The Stones, coming on with a drawn out “Under My Thumb” intro, played one of the finest shows of the tour. They were ferocious on songs like “When the Whip Comes Down”; no doubt inspired by the pay-per-view cameras. Without changing the standard set list, the show was about 20 minutes longer than the recent shows in Maryland. This was due to the extended jamming they did on several songs like “Just My Imagination” and the long runs out on the ramps going all the way to the back of the arena during songs like “Let me Go” and “You Can’t Always Get What You Want”. The floor was wide open with no seats so my brother and I were able to stake out a spot in front of Keith with a big boom camera floating above our heads all night. The non-musical highlights included Keith’s birthday toast as he was attempting to start “Little T&A” and the infamous incident during the “Satisfaction” encore when Keith took off his guitar and swung it battle axe style at a fan rushing across the stage ( This was just one year after John Lennon had been murdered, and there were still real concerns about crazed fans doing the unthinkable). I loved the way Keith nonchalantly replaced the strap around his shoulders and played on unfazed.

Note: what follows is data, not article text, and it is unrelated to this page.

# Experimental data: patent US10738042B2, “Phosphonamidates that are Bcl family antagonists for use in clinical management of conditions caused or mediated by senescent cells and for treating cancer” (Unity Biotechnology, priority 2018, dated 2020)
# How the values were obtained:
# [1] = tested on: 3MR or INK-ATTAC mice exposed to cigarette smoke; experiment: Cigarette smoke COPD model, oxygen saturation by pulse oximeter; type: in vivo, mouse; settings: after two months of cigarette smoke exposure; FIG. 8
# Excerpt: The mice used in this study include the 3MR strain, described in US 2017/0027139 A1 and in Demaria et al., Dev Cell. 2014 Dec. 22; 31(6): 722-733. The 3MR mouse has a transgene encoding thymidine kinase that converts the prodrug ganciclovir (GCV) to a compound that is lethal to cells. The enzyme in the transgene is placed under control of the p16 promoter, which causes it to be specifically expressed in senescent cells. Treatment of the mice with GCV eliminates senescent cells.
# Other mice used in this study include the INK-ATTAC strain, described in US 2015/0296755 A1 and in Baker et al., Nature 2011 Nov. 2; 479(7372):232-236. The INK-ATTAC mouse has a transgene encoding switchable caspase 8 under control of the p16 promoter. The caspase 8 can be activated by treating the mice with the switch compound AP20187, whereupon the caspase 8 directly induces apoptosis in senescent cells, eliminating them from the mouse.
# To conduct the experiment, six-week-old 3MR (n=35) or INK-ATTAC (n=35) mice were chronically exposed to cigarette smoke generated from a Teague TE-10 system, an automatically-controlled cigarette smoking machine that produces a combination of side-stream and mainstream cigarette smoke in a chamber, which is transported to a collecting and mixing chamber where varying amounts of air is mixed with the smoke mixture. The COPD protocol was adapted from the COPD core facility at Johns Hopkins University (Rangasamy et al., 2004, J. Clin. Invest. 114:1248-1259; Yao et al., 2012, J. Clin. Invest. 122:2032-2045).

After the show ended, we hung around as the arena emptied, having nowhere to go except back to the local Days Inn. So my brother and I went up to an area of the stands near the rear of the stage where we could look into the backstage area and see a post-concert party crowd forming. There were several of friends from the Philly, New Jersey, NYC (remember this was pre-internet and the hardcore was pretty small group). Without going into details and naming names, we came into possession of a couple backstage passes, the sticky paper kind which people slap on their shirt or jeans. We rotated one of the passes in and out of the security check until we had all gained admittance to the backstage area.
This was my first backstage experience with Stones and I was simultaneously thrilled and nervous that I could be thrown out at any time. Most of the party was happening in a big room off the main backstage corridor which was laid out with long tables and cheesy Christmas decorations taken from some stock prop supply house. I spied Mick and Charlie sitting with a small group of friends off in the furthest corner of the room. Mick was wearing a heavy wool ski hat that stood straight up on his head as if it wear a crown. I rubbed shoulders with Bill Wyman who was wearing a rainbow striped Houston Astros jacket and I was only able to say “Hi Bill” as we exchanged nods.
By now I had surreptitiously returned my backstage pass so that another of my friends could gain admittance, and I was very wary not to appear like the gape-jawed fan that I was, for fear of being kicked out without proper credentials. Instead I tried to blend in and chat with whomever looked interesting. Some of us compared notes and wondered where Keith and Ronnie were.